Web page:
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July 3, 2011 Durham Herald-Sun

 

Pleasures of the Eno River

 

Festivalgoers play, paddle to the music

By Ray Gronberg

 

The 32nd Festival for the Eno kicked off its three-day run on Saturday, giving patrons a chance to dip a toe into the event’s namesake river, sample local foods and crafts and enjoy a lineup of  musicians leavened with hometown talent.

An annual fundraiser for the Eno River Association, the festival traditionally draws tens of thousands of people to West Point on the Eno Park over the 4th of July holiday. Given fine weather on Saturday, it appeared the association could once again count on a good turnout. Spectators crowded around the event’s four stages, many keeping to the shady spots around each.

But as always, the Eno River itself was a popular destination. Despite signs warning that swimming was not advised, plenty of folks trooped down to the banks for a cooling dip, wading in the shallows below the dam or paddling around in the pool above it.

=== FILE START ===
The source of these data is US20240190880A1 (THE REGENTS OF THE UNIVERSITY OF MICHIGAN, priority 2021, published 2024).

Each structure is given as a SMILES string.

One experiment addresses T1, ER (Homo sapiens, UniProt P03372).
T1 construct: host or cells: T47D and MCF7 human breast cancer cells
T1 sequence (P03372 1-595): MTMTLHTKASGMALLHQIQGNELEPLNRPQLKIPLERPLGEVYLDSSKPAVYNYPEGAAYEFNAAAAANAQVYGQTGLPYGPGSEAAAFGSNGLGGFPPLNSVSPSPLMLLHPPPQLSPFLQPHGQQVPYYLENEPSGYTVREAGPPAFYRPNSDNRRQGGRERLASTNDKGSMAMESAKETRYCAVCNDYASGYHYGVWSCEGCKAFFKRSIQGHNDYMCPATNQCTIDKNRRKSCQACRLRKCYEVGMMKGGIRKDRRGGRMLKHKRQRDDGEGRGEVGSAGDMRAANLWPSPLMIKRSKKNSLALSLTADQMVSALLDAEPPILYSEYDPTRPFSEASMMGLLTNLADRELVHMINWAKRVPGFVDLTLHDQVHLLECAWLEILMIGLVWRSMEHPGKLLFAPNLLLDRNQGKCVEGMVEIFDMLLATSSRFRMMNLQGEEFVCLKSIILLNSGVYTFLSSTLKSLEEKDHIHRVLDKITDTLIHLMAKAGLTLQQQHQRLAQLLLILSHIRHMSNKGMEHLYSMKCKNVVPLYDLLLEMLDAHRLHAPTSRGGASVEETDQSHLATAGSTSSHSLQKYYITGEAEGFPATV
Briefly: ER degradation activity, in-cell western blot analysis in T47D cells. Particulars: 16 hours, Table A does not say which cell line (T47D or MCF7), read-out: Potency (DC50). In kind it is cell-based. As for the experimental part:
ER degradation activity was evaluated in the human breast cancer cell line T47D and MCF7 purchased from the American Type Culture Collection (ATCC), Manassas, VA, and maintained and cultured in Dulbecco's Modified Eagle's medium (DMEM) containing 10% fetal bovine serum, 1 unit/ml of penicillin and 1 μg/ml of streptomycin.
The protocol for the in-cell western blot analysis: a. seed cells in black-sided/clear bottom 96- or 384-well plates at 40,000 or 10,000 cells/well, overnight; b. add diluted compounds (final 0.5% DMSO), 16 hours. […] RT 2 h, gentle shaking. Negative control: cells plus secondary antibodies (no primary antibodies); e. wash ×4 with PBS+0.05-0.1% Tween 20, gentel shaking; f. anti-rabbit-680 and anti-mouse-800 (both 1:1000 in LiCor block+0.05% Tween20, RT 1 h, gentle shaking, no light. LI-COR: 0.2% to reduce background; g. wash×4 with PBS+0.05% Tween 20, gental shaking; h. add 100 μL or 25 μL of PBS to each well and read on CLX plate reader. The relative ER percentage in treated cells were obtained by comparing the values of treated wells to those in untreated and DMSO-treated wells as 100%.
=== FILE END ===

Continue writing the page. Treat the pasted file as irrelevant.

Speaking of paddling, the staff from Frog Hollow Outdoors was on hand to rent canoes and kayaks to anyone who wanted to explore a four-tenth-mile stretch of the river upstream from the dam.  Kayaking lessons were also on offer; but Frog Hollow also had an ample supply of boats stable enough for even newbies to handle. Instructors provided whatever encouragement seemed necessary.

“There’s not enough water to go over the dam—you’ll bottom out [before you do],” Frog Hollow guide Will Sult told one person who was wondering if it was possible for the half-hour excursion to end badly from navigational error: “But if you do, I’m taking pictures, because it’ll be an amazing feat.”

Once away from the makeshift dock, a few strokes of the paddle was all it took to put a kayaker or canoers in seeming wilderness, though the park is hemmed in north and south by developed land. It is little more than a fifth of a mile wide in some spots. The Eno River Association itself has worked since 1966 to promote conservation in the basin. It’s helped orchestrate public and private initiatives that so far have protected about 5,700 acres in Durham and Orange counties.